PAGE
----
Reflecting on my travel to Japan, part 2

When you’re a textbook example of a (slightly educated) bumpkin from Polish countryside somewhere in the south, Tokyo may definitely appear overwhelming. While ‘bursztynowy świerzop’ or ‘gryka jak śnieg biała’ no longer can be found in the place where I grew up (idyllic stuff our national poet wrote about few centuries ago), nonetheless time flows more slowly here, and there’s not that much going on, which greatly contrasts with the Japanese metropolis. During several days there I’ve probably seen more people than in half of my lifetime. What shocked us, however, was the small number of foreign tourists around us. I mean, there was a bunch of them in Asakusa and another quite large gathering near Hachiko statue in Shibuya, but these weren’t the hordes we expected to see on every corner (more than 20 million tourists visiting Japan yearly). Fact: Japan is just a such a homogeneous nation that the Japanese folks make up for the great majority of people there. That’s one thing Japan and Poland have in common – larger cities have some expat communities, but overall it’s Poles everywhere. As such, the hosts (locals and the domestic tourists) dominated in most places, and we were lost in the crowd (or actually we kind of stood out, towering over quite short Japanese folks). Continue reading →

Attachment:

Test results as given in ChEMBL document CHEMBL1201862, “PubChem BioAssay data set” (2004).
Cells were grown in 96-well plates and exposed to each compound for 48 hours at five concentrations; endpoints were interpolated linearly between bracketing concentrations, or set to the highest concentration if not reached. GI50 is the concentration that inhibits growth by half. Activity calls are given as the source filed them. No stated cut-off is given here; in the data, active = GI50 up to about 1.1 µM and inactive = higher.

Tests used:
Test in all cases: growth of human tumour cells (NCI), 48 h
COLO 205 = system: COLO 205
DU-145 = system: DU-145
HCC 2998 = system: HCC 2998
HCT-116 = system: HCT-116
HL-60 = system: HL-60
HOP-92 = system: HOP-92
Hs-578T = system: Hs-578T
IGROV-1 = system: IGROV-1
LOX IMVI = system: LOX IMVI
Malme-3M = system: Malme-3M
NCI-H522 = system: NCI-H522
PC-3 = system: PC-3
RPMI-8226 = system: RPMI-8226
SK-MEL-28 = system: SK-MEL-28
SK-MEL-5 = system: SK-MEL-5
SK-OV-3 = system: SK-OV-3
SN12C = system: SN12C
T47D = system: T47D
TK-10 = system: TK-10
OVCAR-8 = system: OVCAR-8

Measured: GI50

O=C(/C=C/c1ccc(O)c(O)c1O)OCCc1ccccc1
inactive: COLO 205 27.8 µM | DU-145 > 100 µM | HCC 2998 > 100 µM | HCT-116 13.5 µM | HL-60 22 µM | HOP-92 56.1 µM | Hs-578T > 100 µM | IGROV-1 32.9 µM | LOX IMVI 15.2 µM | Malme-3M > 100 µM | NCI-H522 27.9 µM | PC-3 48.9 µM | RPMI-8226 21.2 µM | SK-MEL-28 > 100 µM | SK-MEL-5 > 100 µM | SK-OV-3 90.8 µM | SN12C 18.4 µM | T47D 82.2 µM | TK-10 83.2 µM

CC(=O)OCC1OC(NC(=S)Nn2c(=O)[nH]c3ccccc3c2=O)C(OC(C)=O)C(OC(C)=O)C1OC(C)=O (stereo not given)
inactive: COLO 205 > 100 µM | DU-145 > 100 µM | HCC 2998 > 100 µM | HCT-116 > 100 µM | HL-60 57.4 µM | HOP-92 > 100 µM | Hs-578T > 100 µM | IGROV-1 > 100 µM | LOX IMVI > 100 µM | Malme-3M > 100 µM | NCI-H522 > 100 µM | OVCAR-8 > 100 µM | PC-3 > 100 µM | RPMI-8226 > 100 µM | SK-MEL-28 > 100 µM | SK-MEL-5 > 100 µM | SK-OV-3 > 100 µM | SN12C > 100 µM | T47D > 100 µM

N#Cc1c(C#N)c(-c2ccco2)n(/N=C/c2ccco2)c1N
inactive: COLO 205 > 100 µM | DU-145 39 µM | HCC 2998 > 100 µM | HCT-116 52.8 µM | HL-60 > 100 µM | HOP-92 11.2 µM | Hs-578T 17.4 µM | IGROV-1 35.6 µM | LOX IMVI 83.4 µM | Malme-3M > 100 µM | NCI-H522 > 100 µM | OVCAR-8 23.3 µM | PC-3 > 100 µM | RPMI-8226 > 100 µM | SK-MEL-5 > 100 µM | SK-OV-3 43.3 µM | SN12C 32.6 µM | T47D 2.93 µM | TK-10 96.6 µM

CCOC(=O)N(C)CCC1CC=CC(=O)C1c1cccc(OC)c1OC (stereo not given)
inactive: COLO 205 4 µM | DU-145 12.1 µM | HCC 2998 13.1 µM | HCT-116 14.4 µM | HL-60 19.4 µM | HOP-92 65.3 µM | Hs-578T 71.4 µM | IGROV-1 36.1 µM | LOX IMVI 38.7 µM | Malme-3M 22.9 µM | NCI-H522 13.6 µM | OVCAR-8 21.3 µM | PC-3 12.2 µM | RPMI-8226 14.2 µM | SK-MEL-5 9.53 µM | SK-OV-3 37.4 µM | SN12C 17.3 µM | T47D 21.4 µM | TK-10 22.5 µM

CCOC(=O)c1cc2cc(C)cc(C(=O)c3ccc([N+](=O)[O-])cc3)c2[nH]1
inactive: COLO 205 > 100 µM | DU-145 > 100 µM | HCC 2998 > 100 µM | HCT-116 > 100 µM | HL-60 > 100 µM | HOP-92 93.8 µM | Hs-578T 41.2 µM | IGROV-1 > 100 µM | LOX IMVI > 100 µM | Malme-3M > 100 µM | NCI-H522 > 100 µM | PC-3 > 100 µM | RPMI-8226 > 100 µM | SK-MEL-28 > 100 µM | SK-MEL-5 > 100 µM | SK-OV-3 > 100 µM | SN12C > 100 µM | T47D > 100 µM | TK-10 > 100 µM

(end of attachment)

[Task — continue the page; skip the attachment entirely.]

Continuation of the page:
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Reflecting on my travel to Japan, part 1

I’ve finally fulfilled my biggest dream and  between March and April this year I flew to the land of sakura, anime, AKB48, sake and wasabi, to spend there almost three weeks. In general it was no spontaneous ,last-minute sort of deal, which would be built around visiting those few places that pop up on the first page of Google, after writing down ‘Japan things to see’. After buying the plane ticket (more than a half a year beforehand), the real fun began, as I wanted to pick the most interesting spots to catch a glimpse of. The temples like Fushimi Inari or Kiyomizu-dera in Kyoto (which first impressed me in an animated form – through anime Lucky Star), or the memorial plate  of my favorite Japanese singer – late Yutaka Ozaki, in Shibuya, Tokyo were on my trip’s must-see list from the very beginning, but the rest of the itinerary was a real dilemma. It turned out my knowledge about Japan was mostly based on countless watched anime titles, movies and TV series, and dozens or hundreds of pop and rock bands I listen to. For the next few months, I had to learn a bit more about what Japan is all about, when it comes monuments, and otherwise. Continue reading →